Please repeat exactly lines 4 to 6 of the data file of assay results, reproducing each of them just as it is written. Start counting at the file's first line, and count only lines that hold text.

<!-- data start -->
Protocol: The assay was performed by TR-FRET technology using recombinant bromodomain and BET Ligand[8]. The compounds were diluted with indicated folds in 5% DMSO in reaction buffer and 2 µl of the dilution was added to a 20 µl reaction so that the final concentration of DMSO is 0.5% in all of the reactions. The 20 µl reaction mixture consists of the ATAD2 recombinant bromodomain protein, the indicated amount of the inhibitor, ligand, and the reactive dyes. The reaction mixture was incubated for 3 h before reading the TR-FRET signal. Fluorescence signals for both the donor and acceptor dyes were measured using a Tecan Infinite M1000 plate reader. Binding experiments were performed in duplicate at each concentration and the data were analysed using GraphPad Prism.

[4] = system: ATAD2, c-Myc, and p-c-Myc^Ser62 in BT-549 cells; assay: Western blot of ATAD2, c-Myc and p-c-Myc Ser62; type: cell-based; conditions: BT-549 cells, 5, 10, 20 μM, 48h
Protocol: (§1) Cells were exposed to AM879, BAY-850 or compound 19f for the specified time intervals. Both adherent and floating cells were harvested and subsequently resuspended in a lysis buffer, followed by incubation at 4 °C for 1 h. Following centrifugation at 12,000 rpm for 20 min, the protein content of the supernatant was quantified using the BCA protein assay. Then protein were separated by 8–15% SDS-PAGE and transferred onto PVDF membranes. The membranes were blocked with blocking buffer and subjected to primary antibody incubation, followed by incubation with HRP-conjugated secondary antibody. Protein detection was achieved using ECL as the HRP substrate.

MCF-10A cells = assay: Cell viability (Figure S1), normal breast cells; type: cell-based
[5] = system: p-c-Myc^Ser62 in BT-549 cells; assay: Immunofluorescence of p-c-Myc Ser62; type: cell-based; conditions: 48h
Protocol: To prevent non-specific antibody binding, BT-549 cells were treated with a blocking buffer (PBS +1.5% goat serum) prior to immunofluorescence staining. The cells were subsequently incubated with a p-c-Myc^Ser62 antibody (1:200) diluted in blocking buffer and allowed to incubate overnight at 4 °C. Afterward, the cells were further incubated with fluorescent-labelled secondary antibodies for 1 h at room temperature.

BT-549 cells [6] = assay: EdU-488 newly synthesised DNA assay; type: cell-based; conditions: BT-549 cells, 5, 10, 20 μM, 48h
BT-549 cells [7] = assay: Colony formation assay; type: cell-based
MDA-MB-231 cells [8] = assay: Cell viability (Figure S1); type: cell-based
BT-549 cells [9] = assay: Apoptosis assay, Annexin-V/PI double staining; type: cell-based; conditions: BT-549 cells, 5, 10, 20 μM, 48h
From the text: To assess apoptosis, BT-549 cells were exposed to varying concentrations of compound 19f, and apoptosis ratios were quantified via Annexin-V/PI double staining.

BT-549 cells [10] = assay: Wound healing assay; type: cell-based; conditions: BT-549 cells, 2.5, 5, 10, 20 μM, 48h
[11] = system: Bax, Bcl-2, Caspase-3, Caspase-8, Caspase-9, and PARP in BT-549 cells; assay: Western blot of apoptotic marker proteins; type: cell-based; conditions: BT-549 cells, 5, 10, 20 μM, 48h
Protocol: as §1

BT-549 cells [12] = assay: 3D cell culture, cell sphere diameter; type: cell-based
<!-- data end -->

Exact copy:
MCF-10A cells = assay: Cell viability (Figure S1), normal breast cells; type: cell-based
[5] = system: p-c-Myc^Ser62 in BT-549 cells; assay: Immunofluorescence of p-c-Myc Ser62; type: cell-based; conditions: 48h
Protocol: To prevent non-specific antibody binding, BT-549 cells were treated with a blocking buffer (PBS +1.5% goat serum) prior to immunofluorescence staining. The cells were subsequently incubated with a p-c-Myc^Ser62 antibody (1:200) diluted in blocking buffer and allowed to incubate overnight at 4 °C. Afterward, the cells were further incubated with fluorescent-labelled secondary antibodies for 1 h at room temperature.